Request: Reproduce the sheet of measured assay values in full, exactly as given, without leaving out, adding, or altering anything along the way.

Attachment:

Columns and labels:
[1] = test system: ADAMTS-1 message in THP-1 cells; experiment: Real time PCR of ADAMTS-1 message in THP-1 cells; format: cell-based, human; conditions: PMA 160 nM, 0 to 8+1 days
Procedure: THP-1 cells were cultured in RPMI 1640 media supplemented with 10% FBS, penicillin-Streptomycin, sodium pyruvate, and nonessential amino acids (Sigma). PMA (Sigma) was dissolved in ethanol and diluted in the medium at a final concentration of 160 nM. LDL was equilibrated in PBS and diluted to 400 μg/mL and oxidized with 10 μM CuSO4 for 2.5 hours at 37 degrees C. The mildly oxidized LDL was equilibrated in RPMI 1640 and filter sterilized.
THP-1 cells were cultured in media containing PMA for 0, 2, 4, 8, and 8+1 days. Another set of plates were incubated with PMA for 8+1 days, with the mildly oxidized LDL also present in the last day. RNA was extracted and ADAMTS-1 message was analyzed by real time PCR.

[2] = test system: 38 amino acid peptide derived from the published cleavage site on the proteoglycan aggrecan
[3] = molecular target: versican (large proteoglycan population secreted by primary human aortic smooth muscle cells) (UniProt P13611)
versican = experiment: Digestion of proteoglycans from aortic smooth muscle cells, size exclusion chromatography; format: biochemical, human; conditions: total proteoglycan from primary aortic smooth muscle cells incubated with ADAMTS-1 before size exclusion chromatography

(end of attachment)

Columns and labels:
[1] = test system: ADAMTS-1 message in THP-1 cells; experiment: Real time PCR of ADAMTS-1 message in THP-1 cells; format: cell-based, human; conditions: PMA 160 nM, 0 to 8+1 days
Procedure: THP-1 cells were cultured in RPMI 1640 media supplemented with 10% FBS, penicillin-Streptomycin, sodium pyruvate, and nonessential amino acids (Sigma). PMA (Sigma) was dissolved in ethanol and diluted in the medium at a final concentration of 160 nM. LDL was equilibrated in PBS and diluted to 400 μg/mL and oxidized with 10 μM CuSO4 for 2.5 hours at 37 degrees C. The mildly oxidized LDL was equilibrated in RPMI 1640 and filter sterilized.
THP-1 cells were cultured in media containing PMA for 0, 2, 4, 8, and 8+1 days. Another set of plates were incubated with PMA for 8+1 days, with the mildly oxidized LDL also present in the last day. RNA was extracted and ADAMTS-1 message was analyzed by real time PCR.

[2] = test system: 38 amino acid peptide derived from the published cleavage site on the proteoglycan aggrecan
[3] = molecular target: versican (large proteoglycan population secreted by primary human aortic smooth muscle cells) (UniProt P13611)
versican = experiment: Digestion of proteoglycans from aortic smooth muscle cells, size exclusion chromatography; format: biochemical, human; conditions: total proteoglycan from primary aortic smooth muscle cells incubated with ADAMTS-1 before size exclusion chromatography